"Big Four" Highlights


Confessional Combat

Penance puts pride in its place

By Jason Godin

Authors of Western classics have long wrestled with the theme of pride. Dante described it as a sin of the intellect in his 14th-century Inferno. Jane Austen paired it with prejudice beginning in the early 19th century. Oscar Wilde painted his protagonist Dorian Gray with pride almost 80 years after Austen. And many centuries before them all, the prophet Isaiah forecasted the moral failure’s future in the Old Testament: “For the Lord of hosts will have his day against all that is proud and arrogant, against all that is high, and it will be brought low” (2:12).

In How to Make a Good Confession by Father John A. Kane – a classic installment in the “Basics of Catholic Living” series published by Sophia Institute Press – pride also finds a prominent place in the book’s shortest chapter. Don’t let the lack of length suggest to you, however, that pride plays an insignificant part in building a stronger faith. The nine pages on the topic is situated near the heart of the book with good reason. For pride is at the center of all sins, Father Kane argues, and it is best combatted through frequent Confession, a sacrament that returns pride to its proper place and us to a right relationship with God.

Few people today want to admit publicly what most people already know in the privacy of their hearts. Acknowledging pride-inspired sins we’ve harbored silently for so long is a very scary endeavor. It can be even more daunting with another person sitting before you in the confessional. Fear and egotism can mix to convince us that Confession enslaves rather than frees us. Pride in this instance disguises itself with a series of confusing, contradictory appearances – vanity is dressed up as dignity, selfishness as survival skills, and hubris as honor.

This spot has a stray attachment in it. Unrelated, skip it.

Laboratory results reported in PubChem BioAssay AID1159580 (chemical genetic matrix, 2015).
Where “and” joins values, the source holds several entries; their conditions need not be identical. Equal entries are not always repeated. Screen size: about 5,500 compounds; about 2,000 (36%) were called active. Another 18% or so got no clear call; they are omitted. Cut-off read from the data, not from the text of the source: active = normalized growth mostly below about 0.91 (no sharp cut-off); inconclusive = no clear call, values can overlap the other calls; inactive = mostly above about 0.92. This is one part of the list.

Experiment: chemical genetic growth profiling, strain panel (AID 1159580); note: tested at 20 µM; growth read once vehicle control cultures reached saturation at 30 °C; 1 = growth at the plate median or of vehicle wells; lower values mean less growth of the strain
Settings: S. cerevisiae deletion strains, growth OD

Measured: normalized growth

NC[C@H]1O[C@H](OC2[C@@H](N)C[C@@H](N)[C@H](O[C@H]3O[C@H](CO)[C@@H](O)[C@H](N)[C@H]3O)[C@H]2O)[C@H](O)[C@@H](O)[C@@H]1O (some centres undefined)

Father Kane, however, finds “inestimable benefit” coming from such “fruitful confusion” (63). For it is precisely in that instance – in humble humiliation before the priest in persona Christi, shrouded in a sanctuary sealed with secrecy, perhaps not even knowing what or what not to say – that the priest finds a prognosis along with the diagnosis for our eternal soul. A good Confession, he says, requires an examination of conscience of every thought, word and deed where sincerity teams with humility to expose the truth – our greatest tool – to Truth himself (cf. p. 62). A Confession in this way, verbalized contritely and forthrightly, calls forth “a living power that often swiftly changes the course of a life” (p. 64).

“If we but turn to Him with sorrow and confess our sins, He will turn to us and His mercy will, with undying solicitude, embrace our souls,” he writes (p. 66). Progress in faith places us all in an interior battlefield, a war zone where vices battle with virtues. Frequent sacramental Confession helps clear that fog of spiritual war. Together with cultivating true contrition, reaching for the mercy of Christ crucified on the cross, as well as repentant remorse, confessional combat puts pride in retreat, and advances us a step closer toward our heavenly homeland.

Jason Godin is managing editor of Fathers for Good